The chances any of our children are able to use sport achievement to get into college are quite low. The NCAA approximates that 5% of high school senior athletes go on to play any level of collegiate sports. Significantly less play at the Division I level, and full scholarships are very rare. The growing popularity of youth sports make college play an even more remote possibility.

The Reality of Playing Collegiate Sports

It is quite possible that each high level youth sport team has a number of athletes who progress to play collegiate sports, yet the data we don’t see or hear about, is the great number of young athletes who did everything that was asked of them – they trained, sacrificed, specialized and still didn’t play in college. In fact, they got cut from the travel team at age 15.

Ask the Right Questions

So, when we find ourselves sitting in a room of 25 youth sport athletes participating in some form of an “elite” team, the more realistic question to ask ourselves is, “Is my child the 1 player out of this group that has a chance to play at the college level?” You might rebut, “Well, this program sends a lot of kids to D1 schools.” Maybe that is true, but the estimates are not in favor of any one child making it.

The Choice (and path) is Their Own

So, whatever training path our children choose, we as parents need to be certain that they are happy, healthy, and having fun doing it. And if by chance, they don’t realize the dream of college play, they are better for having the wonderful experience that playing sports on a great team with great coaches have to offer.


This article was adapted by Dr. Ginsburg’s original posting on the US Lacrosse website.

Dr. Richard Ginsburg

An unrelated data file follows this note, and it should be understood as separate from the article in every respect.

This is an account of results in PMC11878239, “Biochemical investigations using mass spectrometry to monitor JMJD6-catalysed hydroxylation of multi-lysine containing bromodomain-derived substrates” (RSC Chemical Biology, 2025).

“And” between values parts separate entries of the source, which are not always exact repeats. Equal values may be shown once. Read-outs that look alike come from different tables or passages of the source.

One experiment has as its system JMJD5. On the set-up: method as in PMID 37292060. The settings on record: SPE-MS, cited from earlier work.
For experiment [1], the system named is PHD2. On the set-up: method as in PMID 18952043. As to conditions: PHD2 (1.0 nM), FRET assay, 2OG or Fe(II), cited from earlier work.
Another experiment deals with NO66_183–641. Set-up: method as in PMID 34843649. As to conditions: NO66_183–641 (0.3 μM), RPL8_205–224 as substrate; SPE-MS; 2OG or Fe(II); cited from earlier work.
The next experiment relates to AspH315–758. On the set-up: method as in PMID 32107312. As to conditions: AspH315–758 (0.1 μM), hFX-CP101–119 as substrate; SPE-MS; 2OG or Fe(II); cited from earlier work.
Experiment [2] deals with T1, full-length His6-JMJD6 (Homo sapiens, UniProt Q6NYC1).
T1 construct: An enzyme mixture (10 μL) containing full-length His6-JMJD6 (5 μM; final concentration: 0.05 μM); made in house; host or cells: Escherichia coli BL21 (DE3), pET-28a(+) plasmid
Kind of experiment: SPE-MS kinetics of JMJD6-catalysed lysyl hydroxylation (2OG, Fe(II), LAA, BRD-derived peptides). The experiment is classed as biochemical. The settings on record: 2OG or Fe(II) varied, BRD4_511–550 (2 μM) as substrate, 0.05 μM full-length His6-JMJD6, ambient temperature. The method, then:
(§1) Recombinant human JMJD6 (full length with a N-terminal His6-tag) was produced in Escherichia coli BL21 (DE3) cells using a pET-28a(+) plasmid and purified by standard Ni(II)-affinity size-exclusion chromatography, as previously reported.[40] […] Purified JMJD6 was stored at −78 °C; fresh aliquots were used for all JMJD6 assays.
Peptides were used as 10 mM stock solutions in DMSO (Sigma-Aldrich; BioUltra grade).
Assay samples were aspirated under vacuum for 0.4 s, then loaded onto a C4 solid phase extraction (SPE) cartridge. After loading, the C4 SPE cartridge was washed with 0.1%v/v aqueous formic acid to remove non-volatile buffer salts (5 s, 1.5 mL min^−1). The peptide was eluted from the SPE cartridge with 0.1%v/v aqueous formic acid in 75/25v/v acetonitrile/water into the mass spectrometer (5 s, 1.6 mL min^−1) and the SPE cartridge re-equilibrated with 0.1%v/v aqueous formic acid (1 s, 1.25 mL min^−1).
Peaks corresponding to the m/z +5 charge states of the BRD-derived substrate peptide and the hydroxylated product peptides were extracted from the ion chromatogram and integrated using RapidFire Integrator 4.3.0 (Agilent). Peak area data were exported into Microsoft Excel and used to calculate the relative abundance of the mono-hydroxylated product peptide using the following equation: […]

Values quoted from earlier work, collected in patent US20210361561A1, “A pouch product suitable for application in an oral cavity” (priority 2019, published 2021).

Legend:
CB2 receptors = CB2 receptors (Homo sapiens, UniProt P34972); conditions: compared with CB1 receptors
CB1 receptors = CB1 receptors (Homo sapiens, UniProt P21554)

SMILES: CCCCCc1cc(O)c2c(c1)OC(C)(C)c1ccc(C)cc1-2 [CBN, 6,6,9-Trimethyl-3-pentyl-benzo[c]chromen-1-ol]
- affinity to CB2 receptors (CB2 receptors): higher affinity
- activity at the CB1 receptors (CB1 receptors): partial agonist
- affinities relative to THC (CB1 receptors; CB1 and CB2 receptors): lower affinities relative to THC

Dr. Richard D. Ginsburg is a clinical psychologist and sport psychology consultant. He is co-director of the Massachusetts General Hospital PACES Institute of Sport Psychology and is an assistant professor of psychology at Harvard Medical School. Dr. Ginsburg also serves as staff psychologist in the Newton Wellesley Hospital Child and Adolescent Psychiatry Department and is the director of Behavioral Health for the Boston Red Sox. Dr. Ginsburg offers a broad range of clinical services to children, adolescents and adults and conducts youth and professional sport research. He is author of the book, Whose Game Is It, Anyway, A guide to helping your child get the most from sports, organized by age and stage and has served as a sport psychology consultant for a variety of professional and college-level sports teams, including lacrosse, soccer, water polo and ice hockey at Harvard University. He is a member of the US Lacrosse Safety and Science Committee and provides talks and consultations nationally to youth, high school, and collegiate athletic programs. Dr. Ginsburg played lacrosse and soccer at Kenyon College, where he won all-conference and all-Midwest honors. He is also a former independent school teacher and coach. He lives with his wife, Teri, and their two children in Newton, Massachusetts.